Legends: Stories by the Masters of Modern Fantasy

LegendsLegends by Robert Silverberg
My rating: 4 of 5 stars

The eleven stories with in this first “Legends” anthology are by some of the best writers of fantasy and science fiction, both in prose and sales.  Edited by Robert Silverberg, who also contributed as well, the stories range within their established fictional worlds from stand alone either connect with the main series or in-between main series books or prequels with mixed results.

The best stories whether, stand alone or prequel, had the same things in common.  First the reader did not need to know anything about the fictional setting from any previous location as the authors used the stories to introduce the audience to their written creations.  Second, the story usually followed just one character, at most two if change of perspective was easily denoted, allowing the narrative to be tight given average 65 pages each story took.  Those that were on the bottom end of the scale were the exact opposite as they relied too much on the reader already knowing the story’s universe and too many characters or point-of-view changes to keep track of (or both!).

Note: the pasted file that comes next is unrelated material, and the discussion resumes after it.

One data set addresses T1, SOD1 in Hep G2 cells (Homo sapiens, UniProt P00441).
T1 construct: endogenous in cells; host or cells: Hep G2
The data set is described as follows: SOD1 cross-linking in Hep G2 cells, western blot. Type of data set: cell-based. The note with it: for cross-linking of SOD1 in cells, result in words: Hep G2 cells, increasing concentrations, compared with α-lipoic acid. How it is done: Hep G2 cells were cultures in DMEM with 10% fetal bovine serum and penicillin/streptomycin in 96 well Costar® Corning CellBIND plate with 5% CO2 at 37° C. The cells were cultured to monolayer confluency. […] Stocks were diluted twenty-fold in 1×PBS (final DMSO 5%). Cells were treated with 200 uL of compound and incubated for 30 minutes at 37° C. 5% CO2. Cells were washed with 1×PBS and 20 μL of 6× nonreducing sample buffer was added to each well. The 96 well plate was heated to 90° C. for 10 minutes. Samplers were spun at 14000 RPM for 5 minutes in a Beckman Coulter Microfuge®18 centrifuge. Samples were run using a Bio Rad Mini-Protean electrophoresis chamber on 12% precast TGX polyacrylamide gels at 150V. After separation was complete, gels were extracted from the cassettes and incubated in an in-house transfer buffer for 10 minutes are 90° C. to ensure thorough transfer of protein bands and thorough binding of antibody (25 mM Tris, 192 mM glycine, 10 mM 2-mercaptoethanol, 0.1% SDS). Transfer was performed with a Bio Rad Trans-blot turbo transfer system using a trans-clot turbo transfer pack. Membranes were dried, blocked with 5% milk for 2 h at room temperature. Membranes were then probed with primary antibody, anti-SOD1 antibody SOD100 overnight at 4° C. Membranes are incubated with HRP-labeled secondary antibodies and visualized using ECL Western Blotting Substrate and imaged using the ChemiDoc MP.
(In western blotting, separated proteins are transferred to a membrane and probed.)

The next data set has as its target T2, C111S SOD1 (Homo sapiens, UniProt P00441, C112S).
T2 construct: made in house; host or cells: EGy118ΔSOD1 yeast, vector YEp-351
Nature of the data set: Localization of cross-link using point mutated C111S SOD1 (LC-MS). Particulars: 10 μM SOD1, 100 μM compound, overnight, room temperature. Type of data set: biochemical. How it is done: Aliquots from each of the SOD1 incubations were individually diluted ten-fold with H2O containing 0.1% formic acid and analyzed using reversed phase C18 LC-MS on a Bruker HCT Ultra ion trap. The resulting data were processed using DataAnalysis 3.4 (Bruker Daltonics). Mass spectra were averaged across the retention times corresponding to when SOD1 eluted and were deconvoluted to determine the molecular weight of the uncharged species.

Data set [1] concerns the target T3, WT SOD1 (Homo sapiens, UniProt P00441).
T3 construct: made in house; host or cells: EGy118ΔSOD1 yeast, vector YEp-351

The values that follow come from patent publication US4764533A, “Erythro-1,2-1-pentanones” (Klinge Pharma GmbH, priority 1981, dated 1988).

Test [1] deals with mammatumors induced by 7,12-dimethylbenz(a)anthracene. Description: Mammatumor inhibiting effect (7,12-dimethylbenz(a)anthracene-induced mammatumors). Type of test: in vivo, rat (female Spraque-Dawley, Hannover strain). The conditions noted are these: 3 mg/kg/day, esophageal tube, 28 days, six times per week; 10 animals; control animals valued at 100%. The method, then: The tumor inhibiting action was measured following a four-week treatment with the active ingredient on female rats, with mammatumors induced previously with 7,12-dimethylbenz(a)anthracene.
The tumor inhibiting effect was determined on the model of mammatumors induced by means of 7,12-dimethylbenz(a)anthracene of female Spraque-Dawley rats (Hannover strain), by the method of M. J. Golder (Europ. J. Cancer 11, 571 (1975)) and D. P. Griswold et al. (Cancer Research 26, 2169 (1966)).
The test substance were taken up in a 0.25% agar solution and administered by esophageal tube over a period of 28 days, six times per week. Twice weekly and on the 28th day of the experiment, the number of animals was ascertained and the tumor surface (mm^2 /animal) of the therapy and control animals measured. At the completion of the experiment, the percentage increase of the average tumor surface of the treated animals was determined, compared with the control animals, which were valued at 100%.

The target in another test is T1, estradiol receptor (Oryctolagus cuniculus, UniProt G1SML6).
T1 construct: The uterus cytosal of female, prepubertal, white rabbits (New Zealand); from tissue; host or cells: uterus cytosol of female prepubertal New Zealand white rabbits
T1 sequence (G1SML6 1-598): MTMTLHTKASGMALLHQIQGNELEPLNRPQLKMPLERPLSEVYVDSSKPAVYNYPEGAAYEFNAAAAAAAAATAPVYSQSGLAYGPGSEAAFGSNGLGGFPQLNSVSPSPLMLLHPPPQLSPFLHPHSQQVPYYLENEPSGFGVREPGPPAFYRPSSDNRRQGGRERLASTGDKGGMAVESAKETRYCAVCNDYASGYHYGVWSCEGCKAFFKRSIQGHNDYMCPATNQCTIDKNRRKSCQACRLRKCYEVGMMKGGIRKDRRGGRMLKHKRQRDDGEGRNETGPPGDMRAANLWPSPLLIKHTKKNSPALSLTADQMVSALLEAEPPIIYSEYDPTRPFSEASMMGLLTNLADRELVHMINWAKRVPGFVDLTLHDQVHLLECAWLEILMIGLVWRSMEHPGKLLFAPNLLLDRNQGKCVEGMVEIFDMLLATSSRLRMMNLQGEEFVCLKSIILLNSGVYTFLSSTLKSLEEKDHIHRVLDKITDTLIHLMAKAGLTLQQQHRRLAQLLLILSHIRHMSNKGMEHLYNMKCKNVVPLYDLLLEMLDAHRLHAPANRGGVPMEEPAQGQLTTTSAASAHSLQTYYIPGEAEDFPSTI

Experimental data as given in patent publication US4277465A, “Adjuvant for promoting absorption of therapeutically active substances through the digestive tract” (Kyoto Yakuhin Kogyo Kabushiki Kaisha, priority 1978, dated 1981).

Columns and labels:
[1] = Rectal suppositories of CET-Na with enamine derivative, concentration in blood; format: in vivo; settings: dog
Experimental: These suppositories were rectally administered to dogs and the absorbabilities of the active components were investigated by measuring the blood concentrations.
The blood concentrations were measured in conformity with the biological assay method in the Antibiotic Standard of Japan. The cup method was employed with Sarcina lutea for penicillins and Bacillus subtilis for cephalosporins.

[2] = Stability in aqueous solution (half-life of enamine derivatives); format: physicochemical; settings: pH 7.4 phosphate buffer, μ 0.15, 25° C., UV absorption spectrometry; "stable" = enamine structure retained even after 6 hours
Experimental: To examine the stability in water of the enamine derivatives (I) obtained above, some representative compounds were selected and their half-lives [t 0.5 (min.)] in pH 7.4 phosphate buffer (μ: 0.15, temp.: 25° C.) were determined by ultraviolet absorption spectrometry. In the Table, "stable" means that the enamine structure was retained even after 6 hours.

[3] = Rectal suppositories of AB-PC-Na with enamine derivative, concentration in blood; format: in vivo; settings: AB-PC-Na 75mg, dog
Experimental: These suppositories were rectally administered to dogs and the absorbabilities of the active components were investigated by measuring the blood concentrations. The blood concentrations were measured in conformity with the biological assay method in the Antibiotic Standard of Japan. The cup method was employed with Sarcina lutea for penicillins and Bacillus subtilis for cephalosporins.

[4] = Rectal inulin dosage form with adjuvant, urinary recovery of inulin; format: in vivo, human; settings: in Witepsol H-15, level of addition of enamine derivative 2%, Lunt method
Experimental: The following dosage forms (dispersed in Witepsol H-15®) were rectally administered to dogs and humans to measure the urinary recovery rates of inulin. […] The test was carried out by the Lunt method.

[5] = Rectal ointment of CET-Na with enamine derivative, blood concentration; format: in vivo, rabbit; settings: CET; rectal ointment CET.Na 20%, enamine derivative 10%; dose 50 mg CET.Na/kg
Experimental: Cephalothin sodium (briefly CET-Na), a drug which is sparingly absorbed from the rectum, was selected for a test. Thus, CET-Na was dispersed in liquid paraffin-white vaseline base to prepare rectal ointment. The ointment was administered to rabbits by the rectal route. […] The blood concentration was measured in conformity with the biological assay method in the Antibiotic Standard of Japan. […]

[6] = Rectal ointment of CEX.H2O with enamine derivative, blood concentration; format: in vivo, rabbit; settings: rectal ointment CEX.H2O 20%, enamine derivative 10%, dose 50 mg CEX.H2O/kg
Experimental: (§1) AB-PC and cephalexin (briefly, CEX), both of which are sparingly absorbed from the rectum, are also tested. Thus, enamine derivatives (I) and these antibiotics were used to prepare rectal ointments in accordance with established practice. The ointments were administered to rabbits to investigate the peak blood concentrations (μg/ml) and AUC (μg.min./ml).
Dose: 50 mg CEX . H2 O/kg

Unfortunately two of the weakest stories are at the very beginning and the end of the anthology, however of the nine stories in the middle of the anthology seven were at the least very good and make this fantastic purchase for anyone who gets it.

Individual Story Ratings
The Dark Tower: The Little Sisters of Eluria by Stephen King (3.5/5)
Discworld: The Sea and Little Fishes by Terry Pratchett (4.5/5)
The Sword of Truth: Debt of Bones by Terry Goodkind (3.5/5)
Tales of Alvin Maker: Grinning Man by Orson Scott Card (4/5)
Majipoor: The Seventh Shrine by Robert Silverberg (3.5/5)
Earthsea: Dragonfly by Ursula K. Le Guin (4/5)
Memory, Sorrow, and Thorn: The Burning Man by Tad Williams (5/5)
A Song of Ice and Fire: The Hedge Knight by George R.R. Martin (5/5)